Omnipotent power and unquestioned authority are often required for fascist states to remain in power, and this authoritarianism often extends to the economy as well. The economy under fascist dictatorships is usually tightly controlled, and although businesses are not owned by the government, what they can and cannot produce and who they can and cannot conduct business with is often firmly regimented.
The second aspect most fascist states possess is nationalism, or the pride in one's country. The ideals of most fascist states are founded upon a fervent and intense nationalism espoused by the fascist leaders and their followers. The nationalism fascists often exhibit is unbending and imperturbable; whatever the state does - be it helping the poor or murdering innocents - is right, and whatever the central government says is the law.
Now nationalism, of course, is fine in small doses - everyone, after all, likes to wave a flag now and again. Indeed, it is this fact of modern human nature on which fascists often capitalize. Fascist leaders often take the nationalism prevalent in most members of the public and inflate it through heavily nationalist propaganda, speeches and other rhetoric, which encourages the public to have an increased sense of pride in one's nation and therefore agree more often with the rest of the fascist party's beliefs and platform.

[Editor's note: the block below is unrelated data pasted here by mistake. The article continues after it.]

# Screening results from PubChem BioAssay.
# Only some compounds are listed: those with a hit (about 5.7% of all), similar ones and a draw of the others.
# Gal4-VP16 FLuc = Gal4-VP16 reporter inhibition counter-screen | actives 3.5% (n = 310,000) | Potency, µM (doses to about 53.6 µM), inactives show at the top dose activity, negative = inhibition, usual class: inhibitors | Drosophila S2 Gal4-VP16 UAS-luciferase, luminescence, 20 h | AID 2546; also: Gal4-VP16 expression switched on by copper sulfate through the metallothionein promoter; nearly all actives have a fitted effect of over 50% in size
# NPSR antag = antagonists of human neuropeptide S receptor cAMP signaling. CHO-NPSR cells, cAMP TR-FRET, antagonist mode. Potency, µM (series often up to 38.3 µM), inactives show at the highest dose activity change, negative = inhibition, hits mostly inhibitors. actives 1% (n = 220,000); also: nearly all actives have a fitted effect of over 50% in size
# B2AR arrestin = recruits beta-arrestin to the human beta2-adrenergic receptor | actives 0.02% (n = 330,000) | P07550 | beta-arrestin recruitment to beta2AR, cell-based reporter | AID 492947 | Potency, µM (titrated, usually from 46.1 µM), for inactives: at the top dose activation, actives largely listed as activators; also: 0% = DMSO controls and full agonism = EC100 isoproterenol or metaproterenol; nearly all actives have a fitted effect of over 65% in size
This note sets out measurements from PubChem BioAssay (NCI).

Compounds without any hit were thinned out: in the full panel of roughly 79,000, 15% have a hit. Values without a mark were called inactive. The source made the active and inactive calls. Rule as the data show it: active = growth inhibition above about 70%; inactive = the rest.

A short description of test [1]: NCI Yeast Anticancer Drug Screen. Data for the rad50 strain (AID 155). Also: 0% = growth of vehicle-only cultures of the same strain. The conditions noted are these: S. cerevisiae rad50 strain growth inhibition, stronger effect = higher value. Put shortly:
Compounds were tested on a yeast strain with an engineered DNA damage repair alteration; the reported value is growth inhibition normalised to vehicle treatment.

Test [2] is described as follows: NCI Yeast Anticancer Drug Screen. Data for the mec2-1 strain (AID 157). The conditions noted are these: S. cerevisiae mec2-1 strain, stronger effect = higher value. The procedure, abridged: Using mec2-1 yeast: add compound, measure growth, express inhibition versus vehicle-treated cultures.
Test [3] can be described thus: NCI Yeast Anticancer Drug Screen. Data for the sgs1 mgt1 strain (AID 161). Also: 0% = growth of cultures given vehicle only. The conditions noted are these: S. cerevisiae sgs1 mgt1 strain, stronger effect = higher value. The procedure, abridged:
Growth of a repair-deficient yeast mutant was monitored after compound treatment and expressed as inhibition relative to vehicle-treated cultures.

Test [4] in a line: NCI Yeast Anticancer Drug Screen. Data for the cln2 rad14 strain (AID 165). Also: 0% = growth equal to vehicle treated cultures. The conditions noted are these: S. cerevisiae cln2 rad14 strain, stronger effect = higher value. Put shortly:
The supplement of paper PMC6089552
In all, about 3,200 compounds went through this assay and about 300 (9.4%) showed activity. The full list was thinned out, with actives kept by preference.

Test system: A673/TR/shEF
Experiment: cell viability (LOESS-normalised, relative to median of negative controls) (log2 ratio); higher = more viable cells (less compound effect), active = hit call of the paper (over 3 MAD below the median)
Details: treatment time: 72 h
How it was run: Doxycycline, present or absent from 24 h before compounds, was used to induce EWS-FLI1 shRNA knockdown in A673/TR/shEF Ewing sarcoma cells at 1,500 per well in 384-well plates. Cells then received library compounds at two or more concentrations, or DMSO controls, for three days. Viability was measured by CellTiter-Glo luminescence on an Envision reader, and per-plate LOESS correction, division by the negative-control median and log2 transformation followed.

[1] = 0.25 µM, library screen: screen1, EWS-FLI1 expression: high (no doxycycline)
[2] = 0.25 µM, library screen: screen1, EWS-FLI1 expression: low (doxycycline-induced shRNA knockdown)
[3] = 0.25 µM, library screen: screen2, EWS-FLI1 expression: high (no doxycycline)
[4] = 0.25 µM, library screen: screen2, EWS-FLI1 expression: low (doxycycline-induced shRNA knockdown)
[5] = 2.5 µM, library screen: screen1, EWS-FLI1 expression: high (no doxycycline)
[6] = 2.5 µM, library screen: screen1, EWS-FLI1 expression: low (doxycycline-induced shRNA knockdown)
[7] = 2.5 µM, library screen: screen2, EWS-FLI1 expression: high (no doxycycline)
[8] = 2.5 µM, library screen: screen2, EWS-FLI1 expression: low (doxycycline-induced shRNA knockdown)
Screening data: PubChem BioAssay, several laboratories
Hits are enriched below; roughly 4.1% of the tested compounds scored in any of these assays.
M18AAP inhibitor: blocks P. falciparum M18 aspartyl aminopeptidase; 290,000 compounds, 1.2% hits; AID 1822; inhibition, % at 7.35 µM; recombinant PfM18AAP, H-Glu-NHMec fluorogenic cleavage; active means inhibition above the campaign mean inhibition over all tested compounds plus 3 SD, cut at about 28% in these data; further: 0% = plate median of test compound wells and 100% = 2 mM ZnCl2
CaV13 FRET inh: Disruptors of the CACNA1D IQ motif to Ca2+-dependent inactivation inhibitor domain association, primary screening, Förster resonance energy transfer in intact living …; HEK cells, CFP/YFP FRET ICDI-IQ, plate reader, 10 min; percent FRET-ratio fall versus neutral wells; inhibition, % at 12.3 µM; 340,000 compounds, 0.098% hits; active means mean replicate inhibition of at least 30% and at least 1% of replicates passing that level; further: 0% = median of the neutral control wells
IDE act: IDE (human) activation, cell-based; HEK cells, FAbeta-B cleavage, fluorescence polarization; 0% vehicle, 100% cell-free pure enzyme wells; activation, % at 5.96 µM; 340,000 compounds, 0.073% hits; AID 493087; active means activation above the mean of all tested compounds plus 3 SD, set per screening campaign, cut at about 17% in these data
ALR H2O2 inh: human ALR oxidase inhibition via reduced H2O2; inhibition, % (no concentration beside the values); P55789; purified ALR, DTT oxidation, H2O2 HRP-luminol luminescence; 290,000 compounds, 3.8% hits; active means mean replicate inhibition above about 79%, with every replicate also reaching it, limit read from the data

The nationalism encouraged by fascist leaders and parties is often complimented by a third leg of fascism: xenophobia. Xenophobia is the fear of foreigners, strangers or otherwise unknown people or entities. Again, as with nationalism, everyone is a little afraid of things that they don't understand or recognize, and fascism capitalizes on this natural human reaction. Indeed, at the same time fascists are often expounding upon the virtues and greatness of the nation and its citizens, fascist leaders are often decrying foreigners and proposing plans to disenfranchise, deport or otherwise harass foreign people and businesses within the country.